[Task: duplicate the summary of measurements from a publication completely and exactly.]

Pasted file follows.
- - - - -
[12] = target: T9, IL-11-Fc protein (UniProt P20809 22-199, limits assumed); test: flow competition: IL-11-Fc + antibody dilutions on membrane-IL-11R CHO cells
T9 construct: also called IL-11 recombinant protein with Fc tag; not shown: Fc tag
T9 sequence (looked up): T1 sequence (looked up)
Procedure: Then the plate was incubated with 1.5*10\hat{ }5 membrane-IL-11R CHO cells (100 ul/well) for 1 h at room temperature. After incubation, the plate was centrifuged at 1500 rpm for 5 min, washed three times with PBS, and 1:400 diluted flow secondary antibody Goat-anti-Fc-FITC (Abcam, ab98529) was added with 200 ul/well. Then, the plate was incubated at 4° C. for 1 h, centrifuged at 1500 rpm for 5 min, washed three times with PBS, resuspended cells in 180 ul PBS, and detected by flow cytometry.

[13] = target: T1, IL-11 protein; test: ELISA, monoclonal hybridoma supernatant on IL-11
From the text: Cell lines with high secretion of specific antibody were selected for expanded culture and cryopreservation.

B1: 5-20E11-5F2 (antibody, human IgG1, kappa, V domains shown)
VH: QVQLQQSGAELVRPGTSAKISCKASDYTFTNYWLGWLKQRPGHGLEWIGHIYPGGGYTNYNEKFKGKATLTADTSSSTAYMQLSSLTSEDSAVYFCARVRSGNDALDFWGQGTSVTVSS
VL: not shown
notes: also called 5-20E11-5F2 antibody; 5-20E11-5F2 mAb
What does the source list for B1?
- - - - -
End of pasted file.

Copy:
[12] = target: T9, IL-11-Fc protein (UniProt P20809 22-199, limits assumed); test: flow competition: IL-11-Fc + antibody dilutions on membrane-IL-11R CHO cells
T9 construct: also called IL-11 recombinant protein with Fc tag; not shown: Fc tag
T9 sequence (looked up): T1 sequence (looked up)
Procedure: Then the plate was incubated with 1.5*10\hat{ }5 membrane-IL-11R CHO cells (100 ul/well) for 1 h at room temperature. After incubation, the plate was centrifuged at 1500 rpm for 5 min, washed three times with PBS, and 1:400 diluted flow secondary antibody Goat-anti-Fc-FITC (Abcam, ab98529) was added with 200 ul/well. Then, the plate was incubated at 4° C. for 1 h, centrifuged at 1500 rpm for 5 min, washed three times with PBS, resuspended cells in 180 ul PBS, and detected by flow cytometry.

[13] = target: T1, IL-11 protein; test: ELISA, monoclonal hybridoma supernatant on IL-11
From the text: Cell lines with high secretion of specific antibody were selected for expanded culture and cryopreservation.

B1: 5-20E11-5F2 (antibody, human IgG1, kappa, V domains shown)
VH: QVQLQQSGAELVRPGTSAKISCKASDYTFTNYWLGWLKQRPGHGLEWIGHIYPGGGYTNYNEKFKGKATLTADTSSSTAYMQLSSLTSEDSAVYFCARVRSGNDALDFWGQGTSVTVSS
VL: not shown
notes: also called 5-20E11-5F2 antibody; 5-20E11-5F2 mAb
What does the source list for B1?